If you want to get your kids started on the scary world of misdemeanours early Australian children’s author Storer, also at Penguin, scored the Davitt award for Best Children’s Crime Novel for her book Truly Tan: Spooked, the third in her series about mystery-solving young guns. There’s a whiff of the Famous Five about her work.

Burial Rites author Hannah Kent is just 19. Photo: AAP

Hannah Kent
Publisher: Picador

Soaked in historical detail, Hanna Kent’s debut novel and multi-award-wining publishing sensation Burial Rites, set in a remote community in Iceland, has already been translated into several foreign languages. The Davitt’s recognised this up-and-coming talent with their Debut Award, and it also took home the Reader’s Choice gong.

Angela Savage
Publisher: Text Publishing

With a name like Savage, how could this Melbourne-based author not write about killing for a living? A six-year stint in Southeast Asia saw Savage managing an HIV/AIDS prevention program for the Australian Red Cross, and this rich geographical background infuses her series of novels about Bangkok-based detective Jayne Keeney. Her latest, The Dying Beach, just missed out on the Davitt for Best Adult Novel and is shortlisted for the Ned Kelly prize for Best Fiction.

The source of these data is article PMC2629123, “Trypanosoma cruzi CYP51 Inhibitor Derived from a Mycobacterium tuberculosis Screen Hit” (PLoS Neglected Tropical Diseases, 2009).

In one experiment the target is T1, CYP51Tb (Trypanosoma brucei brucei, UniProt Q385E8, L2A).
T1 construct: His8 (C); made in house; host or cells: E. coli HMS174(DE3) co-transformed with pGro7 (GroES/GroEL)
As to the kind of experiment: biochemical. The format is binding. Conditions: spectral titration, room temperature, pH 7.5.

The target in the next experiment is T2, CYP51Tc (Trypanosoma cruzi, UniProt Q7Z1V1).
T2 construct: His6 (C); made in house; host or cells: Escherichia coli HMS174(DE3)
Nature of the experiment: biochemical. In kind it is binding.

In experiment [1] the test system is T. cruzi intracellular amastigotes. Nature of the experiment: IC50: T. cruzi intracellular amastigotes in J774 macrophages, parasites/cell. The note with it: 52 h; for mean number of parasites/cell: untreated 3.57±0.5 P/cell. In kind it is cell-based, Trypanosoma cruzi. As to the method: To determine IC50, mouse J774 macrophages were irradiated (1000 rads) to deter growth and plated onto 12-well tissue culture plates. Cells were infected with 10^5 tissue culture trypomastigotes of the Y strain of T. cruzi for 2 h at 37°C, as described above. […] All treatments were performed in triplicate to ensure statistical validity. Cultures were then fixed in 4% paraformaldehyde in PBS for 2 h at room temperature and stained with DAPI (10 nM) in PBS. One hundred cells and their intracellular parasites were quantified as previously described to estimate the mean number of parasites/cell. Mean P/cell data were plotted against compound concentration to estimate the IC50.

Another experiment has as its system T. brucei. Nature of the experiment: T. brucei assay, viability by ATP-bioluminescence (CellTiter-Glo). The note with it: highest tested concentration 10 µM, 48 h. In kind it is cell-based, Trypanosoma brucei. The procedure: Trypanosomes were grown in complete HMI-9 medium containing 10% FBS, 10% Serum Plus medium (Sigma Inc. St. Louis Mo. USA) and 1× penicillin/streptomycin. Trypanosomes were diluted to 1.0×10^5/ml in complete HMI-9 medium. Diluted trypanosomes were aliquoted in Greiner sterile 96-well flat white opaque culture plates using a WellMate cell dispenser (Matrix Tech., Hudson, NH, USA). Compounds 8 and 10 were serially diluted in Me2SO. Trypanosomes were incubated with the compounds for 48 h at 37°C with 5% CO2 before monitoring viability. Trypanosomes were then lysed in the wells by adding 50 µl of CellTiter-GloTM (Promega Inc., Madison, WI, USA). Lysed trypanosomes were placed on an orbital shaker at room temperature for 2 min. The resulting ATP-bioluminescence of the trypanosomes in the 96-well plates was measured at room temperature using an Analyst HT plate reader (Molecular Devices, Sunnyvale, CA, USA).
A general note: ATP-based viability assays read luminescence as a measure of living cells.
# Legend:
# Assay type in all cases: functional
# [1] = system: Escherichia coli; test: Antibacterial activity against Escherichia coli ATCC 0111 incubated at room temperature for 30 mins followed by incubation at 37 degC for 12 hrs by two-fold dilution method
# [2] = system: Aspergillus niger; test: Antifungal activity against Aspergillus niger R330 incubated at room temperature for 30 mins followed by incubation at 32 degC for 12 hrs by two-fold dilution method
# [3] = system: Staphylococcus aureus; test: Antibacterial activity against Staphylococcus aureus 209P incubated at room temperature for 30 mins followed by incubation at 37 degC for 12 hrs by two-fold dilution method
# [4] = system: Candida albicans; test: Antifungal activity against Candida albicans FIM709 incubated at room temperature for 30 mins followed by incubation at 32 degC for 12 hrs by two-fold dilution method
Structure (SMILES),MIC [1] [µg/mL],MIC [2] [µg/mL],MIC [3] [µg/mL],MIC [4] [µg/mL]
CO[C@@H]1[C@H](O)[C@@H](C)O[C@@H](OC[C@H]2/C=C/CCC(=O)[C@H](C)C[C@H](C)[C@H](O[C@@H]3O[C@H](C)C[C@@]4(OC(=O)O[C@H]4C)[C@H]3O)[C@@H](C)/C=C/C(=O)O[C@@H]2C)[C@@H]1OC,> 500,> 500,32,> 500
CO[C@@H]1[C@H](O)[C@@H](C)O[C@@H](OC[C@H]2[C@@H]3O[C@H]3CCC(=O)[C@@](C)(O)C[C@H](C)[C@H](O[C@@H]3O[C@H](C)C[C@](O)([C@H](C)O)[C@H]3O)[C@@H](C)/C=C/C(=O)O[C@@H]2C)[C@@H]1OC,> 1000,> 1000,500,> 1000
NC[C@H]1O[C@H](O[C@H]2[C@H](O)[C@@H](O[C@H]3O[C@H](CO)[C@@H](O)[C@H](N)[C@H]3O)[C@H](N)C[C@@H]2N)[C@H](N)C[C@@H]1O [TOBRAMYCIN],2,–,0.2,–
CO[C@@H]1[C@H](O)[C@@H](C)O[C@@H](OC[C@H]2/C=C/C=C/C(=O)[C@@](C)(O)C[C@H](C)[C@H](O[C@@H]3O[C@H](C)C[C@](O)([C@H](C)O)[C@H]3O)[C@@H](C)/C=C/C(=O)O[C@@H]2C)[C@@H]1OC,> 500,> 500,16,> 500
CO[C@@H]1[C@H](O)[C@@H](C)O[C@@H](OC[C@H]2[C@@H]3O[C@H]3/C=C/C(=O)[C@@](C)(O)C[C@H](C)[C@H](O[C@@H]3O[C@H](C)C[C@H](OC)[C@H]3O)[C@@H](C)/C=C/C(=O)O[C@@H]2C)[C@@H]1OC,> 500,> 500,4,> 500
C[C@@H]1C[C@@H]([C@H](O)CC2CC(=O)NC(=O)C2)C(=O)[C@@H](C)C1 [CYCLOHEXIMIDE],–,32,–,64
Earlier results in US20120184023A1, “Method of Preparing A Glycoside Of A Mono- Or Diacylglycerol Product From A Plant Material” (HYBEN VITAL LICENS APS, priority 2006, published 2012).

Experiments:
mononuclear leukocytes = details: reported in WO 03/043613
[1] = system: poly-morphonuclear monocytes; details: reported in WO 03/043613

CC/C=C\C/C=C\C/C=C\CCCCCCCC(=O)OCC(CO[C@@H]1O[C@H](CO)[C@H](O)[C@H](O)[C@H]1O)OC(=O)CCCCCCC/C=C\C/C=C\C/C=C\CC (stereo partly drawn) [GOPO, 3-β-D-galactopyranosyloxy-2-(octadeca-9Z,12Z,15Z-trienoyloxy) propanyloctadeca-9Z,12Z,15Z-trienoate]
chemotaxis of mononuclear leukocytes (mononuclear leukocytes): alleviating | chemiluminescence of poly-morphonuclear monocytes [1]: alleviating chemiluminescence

Kathryn Fox
Publisher: HarperCollins

A physician who focuses on forensic medicine, Fox has plenty of gruesome real-life research to funnel into her murder mysteries. Her latest novel, Fatal Impact, sees forensic physician and pathologist Anya Crichton join the hunt for a missing mother and sister when a young girl’s body is found stuffed in a toy box, making it onto the shortlist for this year’s Ned Kelly Award for Best Fiction.

Katherine Howell
Publisher: Pan Macmillan 

Howell’s 15-year stint as a paramedic provided inspiration for her series of crime novels featuring Sydney homicide detective Ella Marconi. Two paramedics turn up dead in a one-month period in her latest, Deserving Death, packed full of drug deals and dodgy cops, while Ella’s previous outing, Web Of Deceit, was shortlisted for the Best Adult Novel Davitt.

Leigh Redhead
Publisher: Allen & Unwin

Redhead kicked off her literary aspirations while table dancing at a ‘gentleman’s’ club on Melbourne’s King Street. When she discovered a former boss had sexually abused two of her friends, rather than mess with the underworld, she got revenge in print, fictionalising his death in her first novel Peepshow, one of a series featuring stripper turned private eye Simone Kirsch.

Ellie Marney
Publisher: Allen & Unwin